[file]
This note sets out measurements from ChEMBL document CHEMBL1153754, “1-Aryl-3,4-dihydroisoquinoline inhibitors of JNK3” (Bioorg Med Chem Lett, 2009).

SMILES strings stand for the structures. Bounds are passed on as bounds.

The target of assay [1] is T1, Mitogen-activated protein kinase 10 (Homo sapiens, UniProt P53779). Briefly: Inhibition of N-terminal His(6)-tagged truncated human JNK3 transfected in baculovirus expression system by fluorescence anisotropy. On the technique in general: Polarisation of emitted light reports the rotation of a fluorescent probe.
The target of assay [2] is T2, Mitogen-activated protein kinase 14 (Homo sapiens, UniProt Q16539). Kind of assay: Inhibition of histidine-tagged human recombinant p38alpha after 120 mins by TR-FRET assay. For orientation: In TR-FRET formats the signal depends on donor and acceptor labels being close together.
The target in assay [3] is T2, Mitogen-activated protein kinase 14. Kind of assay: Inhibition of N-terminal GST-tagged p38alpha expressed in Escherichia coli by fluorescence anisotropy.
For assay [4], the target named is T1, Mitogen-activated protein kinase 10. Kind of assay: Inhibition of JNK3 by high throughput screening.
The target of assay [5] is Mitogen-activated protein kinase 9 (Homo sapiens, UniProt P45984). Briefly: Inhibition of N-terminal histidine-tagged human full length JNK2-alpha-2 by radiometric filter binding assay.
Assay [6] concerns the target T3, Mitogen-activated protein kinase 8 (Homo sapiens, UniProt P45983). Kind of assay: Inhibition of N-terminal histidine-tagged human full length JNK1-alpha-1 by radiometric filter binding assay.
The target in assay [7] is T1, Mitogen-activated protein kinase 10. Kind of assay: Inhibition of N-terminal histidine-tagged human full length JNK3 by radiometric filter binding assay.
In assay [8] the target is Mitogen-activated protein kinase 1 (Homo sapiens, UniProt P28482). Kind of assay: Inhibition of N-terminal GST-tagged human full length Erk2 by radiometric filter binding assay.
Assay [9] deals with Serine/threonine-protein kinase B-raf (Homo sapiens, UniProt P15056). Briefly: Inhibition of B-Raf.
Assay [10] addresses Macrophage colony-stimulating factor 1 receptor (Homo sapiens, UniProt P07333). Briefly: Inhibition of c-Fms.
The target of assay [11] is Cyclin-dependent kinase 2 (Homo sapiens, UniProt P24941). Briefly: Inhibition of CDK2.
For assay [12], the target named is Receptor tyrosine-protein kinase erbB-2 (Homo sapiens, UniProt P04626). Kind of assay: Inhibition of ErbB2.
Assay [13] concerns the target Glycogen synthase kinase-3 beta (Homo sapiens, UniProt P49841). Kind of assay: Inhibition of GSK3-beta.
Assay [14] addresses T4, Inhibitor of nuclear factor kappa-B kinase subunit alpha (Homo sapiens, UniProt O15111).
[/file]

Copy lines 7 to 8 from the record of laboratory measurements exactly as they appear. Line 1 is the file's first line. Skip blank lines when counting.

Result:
The target of assay [5] is Mitogen-activated protein kinase 9 (Homo sapiens, UniProt P45984). Briefly: Inhibition of N-terminal histidine-tagged human full length JNK2-alpha-2 by radiometric filter binding assay.
Assay [6] concerns the target T3, Mitogen-activated protein kinase 8 (Homo sapiens, UniProt P45983). Kind of assay: Inhibition of N-terminal histidine-tagged human full length JNK1-alpha-1 by radiometric filter binding assay.